Monday, April 30, 2007

Feature of the Week: Relations

Sometimes I want to have some means of structuring my tag cloud. For example, I tag a lot of researchers' home pages with their last names as tag. So I want to have all these last names together in one spot.

Furthermore, why do I have to say event every time when I tag something with conference, just so I can also retrieve it under the more general term?


To solve both problems, BibSonomy has introduced relations. A relation between two tags signifies that one of the tags is regarded as a generalization of the other.

When I tag something with conference, and I have the relation conference->event stored in BibSonomy, I say that I also consider that resource I tagged to be concerned with event in some sense.

Relations can be entered just in the way shown above: just write an arrow "->" or "<-" between two tags. The tag pointed to will be the more general one. This can also be chained: you can tag, say, a page related to pet cats with cats->pets->animal.

We call those tags that are more general than another tag, i.e., those at the pointy end of an arrow, concepts.

Using Relations

Now how can relations be used? First, they appear in your tag box on the right hand side. Note the upward and downward arrows next to all tags that are concepts. Clicking on an upward arrow shows the relations of that concept, clicking the downward arrow hides them.

Second, you can use concepts to retrieve posts. Note that when on a tag page, such as, you will be offered the possibility of seeing the tag linux as a concept. That way, you will also see those resources not tagged with linux themselves, but with a direct subtag thereof, for example ubuntu (assuming I have the relation ubuntu->linux in my relations).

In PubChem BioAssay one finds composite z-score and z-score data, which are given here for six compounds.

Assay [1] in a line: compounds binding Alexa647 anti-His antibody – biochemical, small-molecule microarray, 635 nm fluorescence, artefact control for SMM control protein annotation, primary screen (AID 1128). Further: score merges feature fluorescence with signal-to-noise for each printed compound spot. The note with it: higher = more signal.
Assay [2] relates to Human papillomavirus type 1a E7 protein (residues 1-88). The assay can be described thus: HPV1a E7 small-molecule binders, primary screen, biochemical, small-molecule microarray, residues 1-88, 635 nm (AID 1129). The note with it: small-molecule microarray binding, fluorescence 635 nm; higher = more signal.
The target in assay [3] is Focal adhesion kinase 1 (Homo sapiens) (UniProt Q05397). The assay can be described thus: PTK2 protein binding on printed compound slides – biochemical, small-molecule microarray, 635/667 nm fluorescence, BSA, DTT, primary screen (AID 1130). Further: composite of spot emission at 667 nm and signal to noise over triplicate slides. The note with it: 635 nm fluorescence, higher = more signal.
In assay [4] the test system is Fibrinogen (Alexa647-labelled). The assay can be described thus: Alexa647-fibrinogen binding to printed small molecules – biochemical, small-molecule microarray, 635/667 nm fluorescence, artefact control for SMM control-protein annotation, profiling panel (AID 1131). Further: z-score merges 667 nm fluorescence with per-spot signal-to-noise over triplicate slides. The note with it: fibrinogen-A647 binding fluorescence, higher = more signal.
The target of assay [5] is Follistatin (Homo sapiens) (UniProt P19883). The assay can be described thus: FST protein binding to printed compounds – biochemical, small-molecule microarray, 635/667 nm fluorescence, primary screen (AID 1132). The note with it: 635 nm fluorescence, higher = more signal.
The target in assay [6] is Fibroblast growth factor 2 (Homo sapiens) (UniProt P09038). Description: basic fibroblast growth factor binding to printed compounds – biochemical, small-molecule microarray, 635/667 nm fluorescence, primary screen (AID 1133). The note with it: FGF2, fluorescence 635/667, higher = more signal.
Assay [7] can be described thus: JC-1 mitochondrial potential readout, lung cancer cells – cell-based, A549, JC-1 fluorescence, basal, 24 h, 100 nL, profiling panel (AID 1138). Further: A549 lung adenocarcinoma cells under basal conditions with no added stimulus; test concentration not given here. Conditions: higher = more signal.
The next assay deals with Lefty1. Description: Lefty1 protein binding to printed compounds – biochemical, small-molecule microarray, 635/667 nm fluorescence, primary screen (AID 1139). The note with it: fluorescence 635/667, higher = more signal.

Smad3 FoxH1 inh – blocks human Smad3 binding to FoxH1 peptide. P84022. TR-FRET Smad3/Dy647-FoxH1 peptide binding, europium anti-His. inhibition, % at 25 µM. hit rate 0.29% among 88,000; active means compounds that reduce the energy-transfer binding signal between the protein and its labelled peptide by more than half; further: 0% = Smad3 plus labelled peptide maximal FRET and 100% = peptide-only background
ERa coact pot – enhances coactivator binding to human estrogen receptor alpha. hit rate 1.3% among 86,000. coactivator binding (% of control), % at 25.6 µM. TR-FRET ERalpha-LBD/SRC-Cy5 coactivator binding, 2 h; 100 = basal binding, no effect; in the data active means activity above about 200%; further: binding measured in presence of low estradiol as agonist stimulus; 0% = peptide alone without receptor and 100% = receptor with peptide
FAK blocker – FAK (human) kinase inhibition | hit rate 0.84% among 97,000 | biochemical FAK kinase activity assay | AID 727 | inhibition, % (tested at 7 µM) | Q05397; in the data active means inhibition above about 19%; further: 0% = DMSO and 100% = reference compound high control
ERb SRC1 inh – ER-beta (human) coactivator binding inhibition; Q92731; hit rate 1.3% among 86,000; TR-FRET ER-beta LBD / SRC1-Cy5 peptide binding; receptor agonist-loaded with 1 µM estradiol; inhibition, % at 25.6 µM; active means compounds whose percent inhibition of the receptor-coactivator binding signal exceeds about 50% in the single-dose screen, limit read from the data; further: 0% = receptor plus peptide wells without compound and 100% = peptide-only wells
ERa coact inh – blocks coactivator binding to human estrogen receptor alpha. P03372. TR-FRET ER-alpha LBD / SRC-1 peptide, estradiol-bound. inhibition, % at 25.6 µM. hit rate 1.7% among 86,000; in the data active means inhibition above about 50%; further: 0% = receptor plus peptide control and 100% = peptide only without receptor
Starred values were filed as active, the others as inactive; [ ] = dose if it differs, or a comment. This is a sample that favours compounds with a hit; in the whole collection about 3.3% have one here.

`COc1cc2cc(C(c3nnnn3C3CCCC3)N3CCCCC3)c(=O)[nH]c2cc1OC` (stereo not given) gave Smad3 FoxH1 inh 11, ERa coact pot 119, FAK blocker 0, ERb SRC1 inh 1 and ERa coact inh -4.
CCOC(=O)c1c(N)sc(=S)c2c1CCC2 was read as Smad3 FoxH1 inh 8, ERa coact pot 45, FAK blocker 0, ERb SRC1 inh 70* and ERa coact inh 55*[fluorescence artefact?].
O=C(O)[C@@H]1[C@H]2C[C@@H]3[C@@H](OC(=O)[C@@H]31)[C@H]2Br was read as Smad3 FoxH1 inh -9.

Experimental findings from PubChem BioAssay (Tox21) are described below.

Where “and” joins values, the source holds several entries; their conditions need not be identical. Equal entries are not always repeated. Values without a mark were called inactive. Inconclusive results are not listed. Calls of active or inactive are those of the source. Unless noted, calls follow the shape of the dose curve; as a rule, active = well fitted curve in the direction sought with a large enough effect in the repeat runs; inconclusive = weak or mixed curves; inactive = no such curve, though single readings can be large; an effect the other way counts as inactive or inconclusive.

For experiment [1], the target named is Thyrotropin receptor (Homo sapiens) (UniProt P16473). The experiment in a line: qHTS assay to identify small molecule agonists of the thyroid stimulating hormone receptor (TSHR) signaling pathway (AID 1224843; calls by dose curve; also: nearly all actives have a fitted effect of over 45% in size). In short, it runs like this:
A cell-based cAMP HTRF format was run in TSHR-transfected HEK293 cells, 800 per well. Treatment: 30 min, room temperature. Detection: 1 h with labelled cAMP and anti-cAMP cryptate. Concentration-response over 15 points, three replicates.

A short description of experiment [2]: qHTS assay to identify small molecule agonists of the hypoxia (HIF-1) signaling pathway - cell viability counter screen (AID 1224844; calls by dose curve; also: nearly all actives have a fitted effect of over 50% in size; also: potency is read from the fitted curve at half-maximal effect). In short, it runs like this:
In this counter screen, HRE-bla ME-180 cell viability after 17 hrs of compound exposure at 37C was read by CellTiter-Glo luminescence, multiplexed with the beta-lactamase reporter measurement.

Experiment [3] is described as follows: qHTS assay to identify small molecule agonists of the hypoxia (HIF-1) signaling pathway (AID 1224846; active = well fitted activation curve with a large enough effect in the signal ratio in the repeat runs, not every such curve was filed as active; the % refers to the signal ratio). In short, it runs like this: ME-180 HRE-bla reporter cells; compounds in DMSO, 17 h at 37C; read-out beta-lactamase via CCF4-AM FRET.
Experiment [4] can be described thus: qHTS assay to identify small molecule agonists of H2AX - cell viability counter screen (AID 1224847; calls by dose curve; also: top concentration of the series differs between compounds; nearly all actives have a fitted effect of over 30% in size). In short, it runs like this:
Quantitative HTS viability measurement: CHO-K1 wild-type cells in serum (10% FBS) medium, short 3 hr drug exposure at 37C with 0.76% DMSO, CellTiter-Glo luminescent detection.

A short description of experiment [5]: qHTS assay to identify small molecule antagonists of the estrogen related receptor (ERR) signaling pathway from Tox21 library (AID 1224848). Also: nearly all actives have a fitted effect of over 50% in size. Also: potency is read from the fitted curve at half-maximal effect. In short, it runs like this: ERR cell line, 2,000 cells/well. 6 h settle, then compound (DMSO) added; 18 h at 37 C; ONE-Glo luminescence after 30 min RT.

Editing Relations

Entering relations can be done on the fly, with the arrow notation shown above. They can be browsed under the myRelations link. If you want to edit your relations, hit the edit tags link in the top right corner. You will be offered the option of adding and removing relations. Furthermore, note that when renaming a tag (say, you've made a typo and spelled ubutnu instead of ubuntu), there is an option on the edit tags page to update relations containing that tag, too.

Have fun,


Friday, April 27, 2007

Feature of the Week: Information Extraction supports the Import of References from Homepages

Todays feature of the week post will point you to one of the hidden features of the system. As most of you certainly know one way to acquire the meta data of a publication is to use the screen scraping facility of BibSonomy. A list of supported sites can be found here and is extended constantly. Today we released a new scraper for Highwire and LibraryThing. It's also possible to write your own extension. A description of the internal scraper interface is provided here and allows you to implement scrapers for BibSonomy.

At the end of the list you find the IEScraper which is not designed for a special web page but rather supports you in general by the import of "usual" formated publication metadata like the following one:

Emma Tonkin and Marieke Guy. Folksonomies: Tidying Up Tags? . D-Lib,volume 12(1), January 2006.
which you can find at:
To use this scraper you have to highlight the text of the reference you like to copy and then press the post_publication button. What happens in the backgroud is: The marked reference is send to the BibSonomy server and as no other scraper is able to process this kind of entry the IEScraper processes the entry and tries to find the different parts of the reference like: author, title, or year. You end up in the publication input mask where you find a prefilled form containing all information the scraper was able to extract. Now you can add your tags and adapt the entry. As an example the above entry in BibSonomy:

Unfortunately the information extraction technology is not able to process all entries correctly. For the following entry:

Philipp Cimiano, Andreas Hotho, Steffen Staab. Comparing conceptual, partitional and agglomerative clustering for learning taxonomies from text. Proceedings of the European Conference on Artificial Intelligence (ECAI'04). 2004.

title and authors are extracted correctly but the booktitle is wrong. It contains the missing year, too. You have to correct this mistake manually. We are logging this correction and using this kind of information to tune the IEScraper. Currently we have to start the training process manually but we are working on an automatic learning setup.